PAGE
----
Image: An open book. Photo by unsplash/pixabay.com.
I recommend LadyMeritaten’s blog, Jewish Books are Awesome. It’s one of my sources for new reading. This past week she re-posted a list of 100 Must-Read Works of Jewish Fiction from BookRiot.com, and I’m happy to say it gave me some leads on books I haven’t read. It also gave me the idea for this post.
My favorite Jewish fiction includes some books from the BookRiot list, and some that I guess they don’t think are “must-read.” Anyhow, here they are for your enjoyment, in a completely random order. All are available in English.
If there’s a book you love that isn’t here, I hope you’ll share it in the comments.
The Yiddish Policeman’s Union by Michael Chabon – An alternative history and murder mystery that is the best argument for the existence of the State of Israel that you’ll ever read.
The Trial of God by Elie Wiesel – Where is God when terrible things happen?
The Saturday Morning Murder by Batya Gur – This is the first in a series of mystery novels set in Israel. Even though they were written back in the 1990’s, they will do more to give you a feeling of ordinary Israeli life than anything else I know.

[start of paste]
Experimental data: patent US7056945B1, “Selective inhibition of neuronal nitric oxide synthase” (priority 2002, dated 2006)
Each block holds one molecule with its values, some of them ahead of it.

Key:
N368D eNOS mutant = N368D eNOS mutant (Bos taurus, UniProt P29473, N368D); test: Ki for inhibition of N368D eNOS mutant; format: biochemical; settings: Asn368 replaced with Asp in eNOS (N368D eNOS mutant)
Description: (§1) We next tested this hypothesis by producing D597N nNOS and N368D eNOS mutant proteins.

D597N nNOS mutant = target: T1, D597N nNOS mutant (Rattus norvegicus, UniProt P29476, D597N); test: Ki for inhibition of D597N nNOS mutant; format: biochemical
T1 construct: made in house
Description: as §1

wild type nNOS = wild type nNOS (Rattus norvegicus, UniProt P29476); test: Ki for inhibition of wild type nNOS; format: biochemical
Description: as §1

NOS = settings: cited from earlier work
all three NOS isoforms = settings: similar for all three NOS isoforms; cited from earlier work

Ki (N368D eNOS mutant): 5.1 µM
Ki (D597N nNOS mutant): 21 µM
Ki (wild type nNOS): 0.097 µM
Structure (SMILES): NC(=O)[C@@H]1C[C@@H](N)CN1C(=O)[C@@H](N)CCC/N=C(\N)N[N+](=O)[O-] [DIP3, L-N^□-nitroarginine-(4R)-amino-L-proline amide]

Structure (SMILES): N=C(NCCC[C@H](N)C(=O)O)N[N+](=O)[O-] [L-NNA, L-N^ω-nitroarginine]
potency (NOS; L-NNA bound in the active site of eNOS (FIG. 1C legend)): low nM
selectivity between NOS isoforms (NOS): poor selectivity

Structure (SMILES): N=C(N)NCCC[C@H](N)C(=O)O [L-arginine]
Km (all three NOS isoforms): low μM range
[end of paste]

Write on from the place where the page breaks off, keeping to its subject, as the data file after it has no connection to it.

Rashi’s Daughters by Maggie Anton – A trilogy of historical novels by scholar Maggie Anton. Engaging and learned, in that order.
The Book of Daniel by E.L. Doctorow – A story about the Red Scare and the Cold War. Has chilling resonance today.
As A Driven Leaf by Milton Steinberg – A story based on Talmudic texts about a privileged young man who studies Torah and loses his way. It’s great for getting a feel for the world of the Talmud, but know that in the texts, the story ends differently.
The Last of the Just by André Schwarz-Bart – my candidate for Best Holocaust Novel ever.
Kaaterskill Falls by Allegra Goodman – A story about a small community in upstate New York, where year-round residents and summer people live in tension.
Enemies: A Love Story by Isaac Bashevis Singer – I love movies, but there is more nuance in one page of this novel than in the movie. A wry and funny story from the great Ashkenazi storyteller.
The Chosen by Chaim Potok – A book about Orthodox life in Brooklyn. If you use the phrase “the Orthodox…” in your speech as if Orthodoxy were a monolith, you must read this.
Septimania by Jonathan Levi – A novel of time and place and being. Not everyone will like it, but I loved it.
The Metamorphosis by Franz Kafka – A weird little book about inadequacy and self-loathing, one of the most influential books of the 20th century. Also very, very Jewish.
The Natural by Bernard Malamud – A Baseball Novel! And no, seeing the movie doesn’t count. Read the book.
Everything is Illuminated by Jonathan Safran – Dark, funny, a travelogue, a journey without and within. A true post-Holocaust novel.
I am sure I’ve forgotten some wonderful books. I’m also sure that you have some wonderful books to suggest. Comments, please!